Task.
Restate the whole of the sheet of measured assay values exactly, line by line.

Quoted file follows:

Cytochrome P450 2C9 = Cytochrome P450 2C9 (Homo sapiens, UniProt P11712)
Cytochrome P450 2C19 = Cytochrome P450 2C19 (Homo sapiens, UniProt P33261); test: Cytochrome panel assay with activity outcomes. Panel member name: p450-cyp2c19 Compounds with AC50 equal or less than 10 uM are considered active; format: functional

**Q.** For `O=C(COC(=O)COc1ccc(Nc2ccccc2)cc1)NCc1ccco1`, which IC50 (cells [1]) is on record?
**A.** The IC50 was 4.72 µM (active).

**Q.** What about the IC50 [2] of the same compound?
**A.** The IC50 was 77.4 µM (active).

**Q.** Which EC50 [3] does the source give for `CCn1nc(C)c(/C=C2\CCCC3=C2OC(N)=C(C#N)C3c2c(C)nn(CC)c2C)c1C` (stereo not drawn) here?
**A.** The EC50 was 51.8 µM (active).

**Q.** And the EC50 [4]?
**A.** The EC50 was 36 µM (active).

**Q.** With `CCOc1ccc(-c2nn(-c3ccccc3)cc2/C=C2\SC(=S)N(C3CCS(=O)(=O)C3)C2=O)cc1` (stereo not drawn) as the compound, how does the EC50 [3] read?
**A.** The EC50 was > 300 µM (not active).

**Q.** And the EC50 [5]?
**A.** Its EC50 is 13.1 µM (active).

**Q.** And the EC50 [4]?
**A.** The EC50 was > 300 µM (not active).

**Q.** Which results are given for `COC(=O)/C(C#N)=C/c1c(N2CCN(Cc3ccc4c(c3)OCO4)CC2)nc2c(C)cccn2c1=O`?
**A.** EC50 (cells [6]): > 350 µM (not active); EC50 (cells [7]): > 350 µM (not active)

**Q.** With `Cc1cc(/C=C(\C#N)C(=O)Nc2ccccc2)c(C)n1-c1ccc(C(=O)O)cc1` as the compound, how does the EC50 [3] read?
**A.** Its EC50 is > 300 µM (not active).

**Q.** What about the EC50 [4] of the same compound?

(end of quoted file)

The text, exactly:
Cytochrome P450 2C9 = Cytochrome P450 2C9 (Homo sapiens, UniProt P11712)
Cytochrome P450 2C19 = Cytochrome P450 2C19 (Homo sapiens, UniProt P33261); test: Cytochrome panel assay with activity outcomes. Panel member name: p450-cyp2c19 Compounds with AC50 equal or less than 10 uM are considered active; format: functional

**Q.** For `O=C(COC(=O)COc1ccc(Nc2ccccc2)cc1)NCc1ccco1`, which IC50 (cells [1]) is on record?
**A.** The IC50 was 4.72 µM (active).

**Q.** What about the IC50 [2] of the same compound?
**A.** The IC50 was 77.4 µM (active).

**Q.** Which EC50 [3] does the source give for `CCn1nc(C)c(/C=C2\CCCC3=C2OC(N)=C(C#N)C3c2c(C)nn(CC)c2C)c1C` (stereo not drawn) here?
**A.** The EC50 was 51.8 µM (active).

**Q.** And the EC50 [4]?
**A.** The EC50 was 36 µM (active).

**Q.** With `CCOc1ccc(-c2nn(-c3ccccc3)cc2/C=C2\SC(=S)N(C3CCS(=O)(=O)C3)C2=O)cc1` (stereo not drawn) as the compound, how does the EC50 [3] read?
**A.** The EC50 was > 300 µM (not active).

**Q.** And the EC50 [5]?
**A.** Its EC50 is 13.1 µM (active).

**Q.** And the EC50 [4]?
**A.** The EC50 was > 300 µM (not active).

**Q.** Which results are given for `COC(=O)/C(C#N)=C/c1c(N2CCN(Cc3ccc4c(c3)OCO4)CC2)nc2c(C)cccn2c1=O`?
**A.** EC50 (cells [6]): > 350 µM (not active); EC50 (cells [7]): > 350 µM (not active)

**Q.** With `Cc1cc(/C=C(\C#N)C(=O)Nc2ccccc2)c(C)n1-c1ccc(C(=O)O)cc1` as the compound, how does the EC50 [3] read?
**A.** Its EC50 is > 300 µM (not active).

**Q.** What about the EC50 [4] of the same compound?